Re: Chalmers on Computation

From: Terry, Mark (
Date: Thu Mar 02 2000 - 15:04:28 GMT

>Does a system that specifies a causal structure computationally, have
>that causal structure. Part of the causal structure, for example, of an
>airplane, is that it is able to lift of the ground and fly. Does a plane
>simulator that simulates its causal structure have the causal power to
>If so, then the same thing should work for the mind. But if not; if the
>simulation "specifies" the causal structure but doesn't actually "have"
>it, then that's another story.
>What do you think (and why?)

Clearly modelling the causal structure of a system computationally does
not mean the simulation HAS that causal structure, rather it uses the
causul structure to tell us about the ACTUAL system. However, I would
propose that this point doesn't matter when considering AI. We are trying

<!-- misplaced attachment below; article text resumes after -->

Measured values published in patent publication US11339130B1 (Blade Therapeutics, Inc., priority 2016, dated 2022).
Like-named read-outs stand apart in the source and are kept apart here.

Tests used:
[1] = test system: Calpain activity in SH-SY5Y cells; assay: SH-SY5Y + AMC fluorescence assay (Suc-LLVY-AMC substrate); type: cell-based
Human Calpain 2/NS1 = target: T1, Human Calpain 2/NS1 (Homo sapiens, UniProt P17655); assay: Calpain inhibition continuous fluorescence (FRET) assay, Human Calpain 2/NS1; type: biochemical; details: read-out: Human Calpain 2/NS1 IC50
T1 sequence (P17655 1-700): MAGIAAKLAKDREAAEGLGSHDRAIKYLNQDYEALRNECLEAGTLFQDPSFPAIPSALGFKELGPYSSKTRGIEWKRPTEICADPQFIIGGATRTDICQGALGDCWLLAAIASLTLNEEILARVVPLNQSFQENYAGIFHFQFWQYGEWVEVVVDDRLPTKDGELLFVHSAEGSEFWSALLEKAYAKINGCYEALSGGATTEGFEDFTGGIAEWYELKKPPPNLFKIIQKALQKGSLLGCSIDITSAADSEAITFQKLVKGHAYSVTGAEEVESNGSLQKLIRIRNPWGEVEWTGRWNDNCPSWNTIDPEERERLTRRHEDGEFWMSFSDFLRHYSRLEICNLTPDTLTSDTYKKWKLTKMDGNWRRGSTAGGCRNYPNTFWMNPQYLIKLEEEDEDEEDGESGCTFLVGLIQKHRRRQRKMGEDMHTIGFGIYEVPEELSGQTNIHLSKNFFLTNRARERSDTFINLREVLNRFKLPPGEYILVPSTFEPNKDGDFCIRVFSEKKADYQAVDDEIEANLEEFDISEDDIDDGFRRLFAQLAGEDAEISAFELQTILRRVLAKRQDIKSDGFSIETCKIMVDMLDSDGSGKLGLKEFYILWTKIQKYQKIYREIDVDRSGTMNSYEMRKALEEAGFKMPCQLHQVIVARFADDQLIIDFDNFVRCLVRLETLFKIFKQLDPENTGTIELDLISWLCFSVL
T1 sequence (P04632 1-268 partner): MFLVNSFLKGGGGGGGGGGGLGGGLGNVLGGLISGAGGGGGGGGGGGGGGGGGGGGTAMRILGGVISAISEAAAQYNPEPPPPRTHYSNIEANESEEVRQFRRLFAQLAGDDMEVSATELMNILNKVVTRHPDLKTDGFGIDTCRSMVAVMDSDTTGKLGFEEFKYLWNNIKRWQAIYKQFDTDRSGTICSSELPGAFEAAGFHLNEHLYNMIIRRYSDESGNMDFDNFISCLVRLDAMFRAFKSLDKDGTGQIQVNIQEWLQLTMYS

to model an abstract idea (what we have decided is "intelligence") in a
system, and as such a system which models an aeroplane does not need to be
able to fly, it just needs to be able to tell us what would happen to some
properties of the aeroplanes flight given some (input) conditions. In the
same way, a computational model of the mind which outputs instructions
such as "speak" or "move", as I belive it is reasonable to assume our
minds do, would be simulating intelligence without actually possessing it.
Is this not enough for the machine to do, certainly it would be expected
to pass the Turing test. To model a mind, the machine does not have to BE
the mind. This, I think, is the "artificial" part of AI.

Terry, Mark <>

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